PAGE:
What are the requirements for UK short codes?

The following guidelines are based on carrier conditions of short code service and other industry standards. Your company is required to comply with these guidelines in the use of any Twilio-provided short code. Please note, each carrier reserves the right to suspend short code service for any user at any time.

UK wireless carriers require that all short code advertisements, opt-in message flows, and HELP and STOP message content meet certain criteria. Twilio recommends that your short code advertisements, opt-in message flows, and HELP and STOP messages follow the examples provided below in order to meet carriers’ compliance standards.

Short Code Advertisement (also known as “Call to Action” or CTA) Guidelines

The wording of your short code advertisement (also known as a Call to Action, or CTA) will vary depending on the sign up method, since it tells users how to opt into a short code campaign. An SMS Keyword Call to Action, for example, should look like this:

Text {Keyword} to ##### to sign up for alerts.

For all sign up methods, the following language must appear wherever the short code is advertised (on the web, in print, etc):

Message and data rates may apply. {Message frequency}. Text HELP to ##### for help. Text STOP to ##### to cancel. For terms: {URL to SMS terms of service}. For privacy: {URL to privacy policy}

Keep the following points in mind when writing your Call to Action:

• Message frequency must be specific, for example: “1 message/day” or “4 messages/month.” If the message frequency will vary, it must be user-prompted (for example, “1 message/user request”).
• The words “HELP” and “STOP” must appear in bold.

Opt-In Guidelines

Users can opt into a short code several ways: by sending a text message or opting in from a mobile app (Handset Opt-In); or by signing up on a web site, filling out a paper form, making a verbal agreement, or otherwise opting in without using a handset (Non-Handset Opt-in). In each case, the campaign’s opt-in message flow must meet certain compliance standards set by the wireless carriers. Be sure to follow these opt-in compliance guidelines carefully:

Handset Opt-In

When a user signs up from a mobile handset, a double opt-in process is advised, but not required. A compliant message flow should look like this:

End user: {Keyword}
Short code: Welcome to {Campaign Name} {Description} Alerts! Msg&data rates may apply.
{Message frequency} Reply HELP for help, STOP to cancel.

Non-Handset Opt-In

When a user initially signs up by any means other than from a mobile handset, a double opt-in process is required. A compliant message flow should look like this:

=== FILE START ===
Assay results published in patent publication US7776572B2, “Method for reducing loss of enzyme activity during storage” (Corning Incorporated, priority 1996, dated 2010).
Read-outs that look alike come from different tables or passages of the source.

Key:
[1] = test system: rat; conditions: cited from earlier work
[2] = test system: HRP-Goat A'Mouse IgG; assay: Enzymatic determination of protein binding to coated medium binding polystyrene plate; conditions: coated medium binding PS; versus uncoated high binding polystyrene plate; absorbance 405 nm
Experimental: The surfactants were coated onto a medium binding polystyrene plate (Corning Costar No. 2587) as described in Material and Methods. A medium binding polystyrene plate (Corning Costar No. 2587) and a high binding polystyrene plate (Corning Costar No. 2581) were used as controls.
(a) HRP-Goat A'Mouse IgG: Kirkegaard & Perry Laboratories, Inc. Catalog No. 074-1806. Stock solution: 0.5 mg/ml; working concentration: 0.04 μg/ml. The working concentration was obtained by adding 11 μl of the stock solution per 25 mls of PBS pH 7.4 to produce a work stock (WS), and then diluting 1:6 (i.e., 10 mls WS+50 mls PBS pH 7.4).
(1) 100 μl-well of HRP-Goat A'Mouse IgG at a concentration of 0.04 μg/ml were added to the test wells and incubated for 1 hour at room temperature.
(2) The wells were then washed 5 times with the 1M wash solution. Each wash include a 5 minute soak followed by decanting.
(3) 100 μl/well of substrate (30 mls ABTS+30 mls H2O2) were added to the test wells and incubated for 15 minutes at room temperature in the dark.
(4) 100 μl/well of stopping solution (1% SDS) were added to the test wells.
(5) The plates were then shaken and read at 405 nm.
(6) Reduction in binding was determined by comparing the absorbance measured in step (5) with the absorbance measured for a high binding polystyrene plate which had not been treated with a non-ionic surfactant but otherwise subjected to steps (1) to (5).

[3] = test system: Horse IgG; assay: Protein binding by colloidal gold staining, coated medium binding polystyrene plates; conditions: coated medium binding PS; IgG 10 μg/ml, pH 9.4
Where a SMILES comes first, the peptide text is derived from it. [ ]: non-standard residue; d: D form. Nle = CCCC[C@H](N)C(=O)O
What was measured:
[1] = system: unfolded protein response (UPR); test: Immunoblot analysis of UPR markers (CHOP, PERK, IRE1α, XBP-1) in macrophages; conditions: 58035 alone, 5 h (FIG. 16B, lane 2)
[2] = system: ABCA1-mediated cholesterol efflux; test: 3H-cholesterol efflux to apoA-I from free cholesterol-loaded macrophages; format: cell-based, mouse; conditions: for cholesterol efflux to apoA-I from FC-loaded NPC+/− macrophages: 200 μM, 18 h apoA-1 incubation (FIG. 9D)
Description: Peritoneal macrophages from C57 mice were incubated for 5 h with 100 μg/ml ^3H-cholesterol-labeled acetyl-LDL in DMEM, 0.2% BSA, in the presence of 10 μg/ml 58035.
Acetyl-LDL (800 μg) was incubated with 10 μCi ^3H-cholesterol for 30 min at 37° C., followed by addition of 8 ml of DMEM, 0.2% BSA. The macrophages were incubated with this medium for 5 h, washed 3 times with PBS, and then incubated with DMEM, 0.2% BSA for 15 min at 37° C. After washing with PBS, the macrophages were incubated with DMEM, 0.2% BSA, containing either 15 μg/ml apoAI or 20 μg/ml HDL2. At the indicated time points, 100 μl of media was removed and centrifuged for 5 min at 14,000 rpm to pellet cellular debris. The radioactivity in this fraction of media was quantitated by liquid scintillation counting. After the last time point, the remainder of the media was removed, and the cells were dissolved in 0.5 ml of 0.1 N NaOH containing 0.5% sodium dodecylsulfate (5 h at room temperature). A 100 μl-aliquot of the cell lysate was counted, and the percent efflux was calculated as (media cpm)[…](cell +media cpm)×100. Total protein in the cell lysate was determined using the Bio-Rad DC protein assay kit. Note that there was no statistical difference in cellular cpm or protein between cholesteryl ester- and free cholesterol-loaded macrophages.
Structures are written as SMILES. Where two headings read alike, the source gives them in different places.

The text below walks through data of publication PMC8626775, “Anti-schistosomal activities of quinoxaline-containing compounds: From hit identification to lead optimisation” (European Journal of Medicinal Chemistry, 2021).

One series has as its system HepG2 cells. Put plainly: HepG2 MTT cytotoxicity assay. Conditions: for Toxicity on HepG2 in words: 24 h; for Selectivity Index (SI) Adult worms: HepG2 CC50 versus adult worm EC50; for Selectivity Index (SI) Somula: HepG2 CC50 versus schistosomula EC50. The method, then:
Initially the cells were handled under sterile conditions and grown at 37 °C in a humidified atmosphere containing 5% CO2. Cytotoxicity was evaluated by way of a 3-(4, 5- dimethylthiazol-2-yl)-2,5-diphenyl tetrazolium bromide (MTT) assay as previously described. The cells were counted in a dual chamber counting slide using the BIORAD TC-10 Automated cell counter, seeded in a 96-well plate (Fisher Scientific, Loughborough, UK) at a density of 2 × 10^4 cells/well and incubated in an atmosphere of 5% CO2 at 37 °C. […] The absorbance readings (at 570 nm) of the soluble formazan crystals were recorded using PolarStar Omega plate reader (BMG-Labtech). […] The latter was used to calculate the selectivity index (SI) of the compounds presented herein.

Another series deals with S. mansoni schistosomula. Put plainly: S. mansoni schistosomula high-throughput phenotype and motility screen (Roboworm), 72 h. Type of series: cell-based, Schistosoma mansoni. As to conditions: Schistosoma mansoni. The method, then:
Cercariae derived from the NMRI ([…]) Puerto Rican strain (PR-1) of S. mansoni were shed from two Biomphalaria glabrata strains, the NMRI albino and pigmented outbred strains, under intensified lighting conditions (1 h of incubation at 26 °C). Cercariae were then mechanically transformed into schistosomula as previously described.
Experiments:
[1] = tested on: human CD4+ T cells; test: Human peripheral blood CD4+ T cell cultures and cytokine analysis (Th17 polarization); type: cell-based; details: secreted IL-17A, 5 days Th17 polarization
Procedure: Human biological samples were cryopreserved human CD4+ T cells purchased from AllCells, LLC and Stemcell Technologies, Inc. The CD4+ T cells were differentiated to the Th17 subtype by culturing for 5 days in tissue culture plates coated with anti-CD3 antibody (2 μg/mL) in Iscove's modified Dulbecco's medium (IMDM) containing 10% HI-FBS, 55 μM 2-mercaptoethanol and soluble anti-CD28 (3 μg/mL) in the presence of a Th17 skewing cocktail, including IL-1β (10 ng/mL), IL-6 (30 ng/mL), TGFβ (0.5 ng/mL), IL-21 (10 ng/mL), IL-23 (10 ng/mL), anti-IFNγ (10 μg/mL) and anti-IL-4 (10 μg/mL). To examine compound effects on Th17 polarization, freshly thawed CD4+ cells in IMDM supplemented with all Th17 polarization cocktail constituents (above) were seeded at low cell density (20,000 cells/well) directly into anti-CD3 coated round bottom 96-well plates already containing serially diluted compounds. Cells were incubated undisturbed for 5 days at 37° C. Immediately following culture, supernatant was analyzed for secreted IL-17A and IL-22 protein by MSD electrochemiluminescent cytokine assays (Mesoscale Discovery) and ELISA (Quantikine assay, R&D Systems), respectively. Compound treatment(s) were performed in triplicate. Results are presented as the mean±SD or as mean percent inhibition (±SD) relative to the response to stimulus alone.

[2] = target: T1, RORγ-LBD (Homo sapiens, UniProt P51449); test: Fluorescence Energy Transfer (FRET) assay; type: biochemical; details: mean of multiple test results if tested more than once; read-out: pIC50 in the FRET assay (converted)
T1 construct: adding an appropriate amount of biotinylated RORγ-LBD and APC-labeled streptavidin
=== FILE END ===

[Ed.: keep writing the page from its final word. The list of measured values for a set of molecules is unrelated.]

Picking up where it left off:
(End user signs up without using mobile handset, and receives a text message from the short code asking to confirm opt-in)
Short code: Text YES to join {Campaign Name} {Description} Alerts. Msg&data rates may apply. {Message frequency} Reply HELP for help, STOP to cancel.
End user: YES
Short code: Welcome to {Campaign Name} {Description} Alerts! Msg&data rates may apply.
{Message frequency} Reply HELP for help, STOP to cancel.

Note: Rather than confirming opt-in with a text message keyword such as YES, users may confirm by entering a verification code online instead. Once the verification code has been entered, a compliant welcome message must be sent to the handset.

HELP Message Guidelines

A compliant response is required whenever users text the keyword HELP to your short code, regardless of whether the user is subscribed to the program. Example:

End user: HELP [or INFO]
Short Code: {Campaign Name} Alerts: Help at {source of help 1} or {source of help 2}. Msg&data rates may apply. {Message frequency}. Reply STOP to cancel.

STOP Message Guidelines

A compliant response is required whenever users text the keyword STOP to your short code, regardless of whether the user was subscribed to the program previously. Example:

End user: STOP [or END, QUIT, CANCEL, UNSUBSCRIBE, UNSUB]
Short code: You are unsubscribed from {Campaign Name} Alerts, no more msg will be sent. Reply HELP for help or {source of help 1}. Msg&data rates may apply.

Managing Opt-Out Requests

Unlike long codes, Twilio does not manage opt-out requests for short codes. This allows the short code application to independently manage subscription lists and requests from end-users to re-opt in.

STOP Filtering

When a short code is created, a database for managing opt-in and opt-out will need to be created for it. The short code program should ask the user to text STOP to opt-out of all further messages from the short code. If the end-user doesn’t want to opt-out of all messages, he or she can differentiate which campaign to unsubscribe from by adding an additional keyword of STOPALL. Examples below:

End user: STOP
Short code: To unsubscribe from {Campaign 1} Alerts, text 1; {Campaign 2} Alerts, text 2. Text STOPALL to unsubscribe from all messages.
End user: 1
Short code: You are unsubscribed from {Campaign 1}. No more messages will be sent. Reply HELP for help or {source of help}. Msg&data rates may apply.

OR

End user: STOPALL
Short code: You are unsubscribed from all {Campaign Name} Alerts, no more messages. Reply HELP for help or {source of help}. Msg&data rates may apply.

For other short code compliance guidelines, click here.